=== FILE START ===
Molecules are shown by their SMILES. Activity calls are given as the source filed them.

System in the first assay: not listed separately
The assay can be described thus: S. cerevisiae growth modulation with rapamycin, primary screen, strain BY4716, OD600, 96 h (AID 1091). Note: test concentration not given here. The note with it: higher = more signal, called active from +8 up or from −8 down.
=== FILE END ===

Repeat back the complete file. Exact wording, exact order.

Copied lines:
Molecules are shown by their SMILES. Activity calls are given as the source filed them.

System in the first assay: not listed separately
The assay can be described thus: S. cerevisiae growth modulation with rapamycin, primary screen, strain BY4716, OD600, 96 h (AID 1091). Note: test concentration not given here. The note with it: higher = more signal, called active from +8 up or from −8 down.